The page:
Improving realism of a surgery simulator: linear anisotropic elasticity, complex interactions and force extrapolation

Abstract : In this article, we describe the latest developments of the minimally invasive hepatic surgery simulator prototype developed at INRIA. The goal of this simulator is to provide a realistic training test bed to perform laparoscopic procedures. Therefore, its main functionality is to simulate the action of virtual laparoscopic surgical instruments for deforming and cutting tridimensional anatomical models. Throughout this paper, we present the general features of this simulator including the implementation of several biomechanical models and the integration of two force-feedback devices in the simulation platform. More precisely, we describe three new important developments that improve the overall realism of our simulator. First, we have developed biomechanical models, based on linear elasticity and finite element theory, that include the notion of anisotropic deformation. Indeed, we have generalized the linear elastic behaviour of anatomical models to 'transversally isotropic' materials, i.e. materials having a different behaviour in a given direction. We have also added to the volumetric model an external elastic membrane representing the 'liver capsule', a rather stiff skin surrounding the liver, which creates a kind of 'surface anisotropy'. Second, we have developed new contact models between surgical instruments and soft tissue models. For instance, after detecting a contact with an instrument, we define specific boundary constraints on deformable models to represent various forms of interactions with a surgical tool, such as sliding, gripping, cutting or burning. In addition, we compute the reaction forces that should be felt by the user manipulating the force-feedback devices. The last improvement is related to the problem of haptic rendering. Currently, we are able to achieve a simulation frequency of 25 Hz (visual real time) with anatomical models of complex geometry and behaviour. But to achieve a good haptic feedback requires a frequency update of applied forces typically above 300 Hz (haptic real time). Thus, we propose a force extrapolation algorithm in order to reach haptic real time.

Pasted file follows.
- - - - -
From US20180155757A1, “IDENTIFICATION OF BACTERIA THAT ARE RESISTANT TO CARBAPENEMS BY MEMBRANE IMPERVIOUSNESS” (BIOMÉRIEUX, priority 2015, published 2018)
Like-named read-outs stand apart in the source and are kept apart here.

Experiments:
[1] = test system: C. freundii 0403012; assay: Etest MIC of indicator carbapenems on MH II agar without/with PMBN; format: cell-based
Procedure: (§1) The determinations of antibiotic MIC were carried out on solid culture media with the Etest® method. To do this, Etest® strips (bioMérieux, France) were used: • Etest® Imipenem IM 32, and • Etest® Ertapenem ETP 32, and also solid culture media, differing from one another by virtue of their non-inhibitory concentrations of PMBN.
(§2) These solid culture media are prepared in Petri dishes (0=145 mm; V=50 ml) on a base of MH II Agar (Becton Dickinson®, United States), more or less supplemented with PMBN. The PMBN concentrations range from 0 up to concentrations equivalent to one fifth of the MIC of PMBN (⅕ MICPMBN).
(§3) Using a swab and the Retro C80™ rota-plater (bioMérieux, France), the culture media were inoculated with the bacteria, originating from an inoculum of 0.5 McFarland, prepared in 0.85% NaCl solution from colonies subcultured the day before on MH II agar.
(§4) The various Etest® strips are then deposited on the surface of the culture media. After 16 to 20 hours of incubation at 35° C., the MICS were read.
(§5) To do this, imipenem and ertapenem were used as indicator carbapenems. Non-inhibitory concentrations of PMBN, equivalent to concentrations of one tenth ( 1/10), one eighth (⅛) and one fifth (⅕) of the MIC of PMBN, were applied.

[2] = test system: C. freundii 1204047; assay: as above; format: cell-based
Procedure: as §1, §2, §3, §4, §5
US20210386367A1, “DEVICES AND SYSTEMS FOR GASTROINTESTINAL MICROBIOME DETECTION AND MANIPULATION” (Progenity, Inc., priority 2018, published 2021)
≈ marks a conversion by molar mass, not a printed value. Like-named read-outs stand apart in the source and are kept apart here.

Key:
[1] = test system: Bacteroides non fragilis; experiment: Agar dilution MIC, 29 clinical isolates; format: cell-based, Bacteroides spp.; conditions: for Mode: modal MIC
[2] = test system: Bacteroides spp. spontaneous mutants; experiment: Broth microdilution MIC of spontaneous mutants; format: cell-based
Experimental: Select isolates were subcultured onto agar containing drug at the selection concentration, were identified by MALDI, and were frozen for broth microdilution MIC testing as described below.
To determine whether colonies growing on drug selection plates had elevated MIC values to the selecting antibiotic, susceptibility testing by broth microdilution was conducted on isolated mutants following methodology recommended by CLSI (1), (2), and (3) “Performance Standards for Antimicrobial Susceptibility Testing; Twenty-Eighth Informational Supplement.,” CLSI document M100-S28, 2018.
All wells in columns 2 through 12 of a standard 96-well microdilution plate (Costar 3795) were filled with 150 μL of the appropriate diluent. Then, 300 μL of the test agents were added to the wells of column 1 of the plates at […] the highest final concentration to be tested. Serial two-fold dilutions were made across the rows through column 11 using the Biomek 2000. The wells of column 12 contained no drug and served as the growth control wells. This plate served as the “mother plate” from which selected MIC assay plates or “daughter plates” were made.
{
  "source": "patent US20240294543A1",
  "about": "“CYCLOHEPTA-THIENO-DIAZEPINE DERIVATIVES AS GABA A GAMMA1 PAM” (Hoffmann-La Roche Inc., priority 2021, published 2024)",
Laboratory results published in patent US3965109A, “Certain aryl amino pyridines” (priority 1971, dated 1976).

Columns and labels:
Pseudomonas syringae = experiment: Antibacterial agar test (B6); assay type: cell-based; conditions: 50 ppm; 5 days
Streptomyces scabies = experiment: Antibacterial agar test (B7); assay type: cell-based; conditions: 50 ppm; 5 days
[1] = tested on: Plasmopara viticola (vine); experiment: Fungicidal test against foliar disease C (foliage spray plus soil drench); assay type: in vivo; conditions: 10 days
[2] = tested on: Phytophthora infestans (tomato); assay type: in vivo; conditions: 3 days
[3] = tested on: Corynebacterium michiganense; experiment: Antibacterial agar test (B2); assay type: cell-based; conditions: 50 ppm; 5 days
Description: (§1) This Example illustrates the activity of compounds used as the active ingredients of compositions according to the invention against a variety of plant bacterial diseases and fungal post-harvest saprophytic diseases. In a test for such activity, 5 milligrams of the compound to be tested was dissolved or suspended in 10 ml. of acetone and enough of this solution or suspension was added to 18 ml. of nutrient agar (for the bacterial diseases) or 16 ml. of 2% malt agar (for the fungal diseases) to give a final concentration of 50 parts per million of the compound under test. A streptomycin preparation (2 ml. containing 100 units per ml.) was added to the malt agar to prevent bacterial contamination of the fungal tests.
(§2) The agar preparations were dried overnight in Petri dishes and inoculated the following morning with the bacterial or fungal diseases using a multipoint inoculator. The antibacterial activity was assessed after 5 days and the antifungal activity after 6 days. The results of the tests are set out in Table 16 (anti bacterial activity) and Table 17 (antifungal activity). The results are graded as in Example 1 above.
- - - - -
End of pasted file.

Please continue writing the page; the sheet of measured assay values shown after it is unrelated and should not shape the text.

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Soumis le : mercredi 17 août 2011 - 23:14:49
Dernière modification le : mercredi 21 novembre 2018 - 19:52:02
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Guillaume Picinbono, Jean-Christophe Lombardo, Hervé Delingette, Nicholas Ayache. Improving realism of a surgery simulator: linear anisotropic elasticity, complex interactions and force extrapolation. Journal of Visualization and Computer Animation, John Wiley & Sons, 2002, 13 (3), pp.147-167. 〈10.1002/vis.257〉. 〈inria-00615025〉



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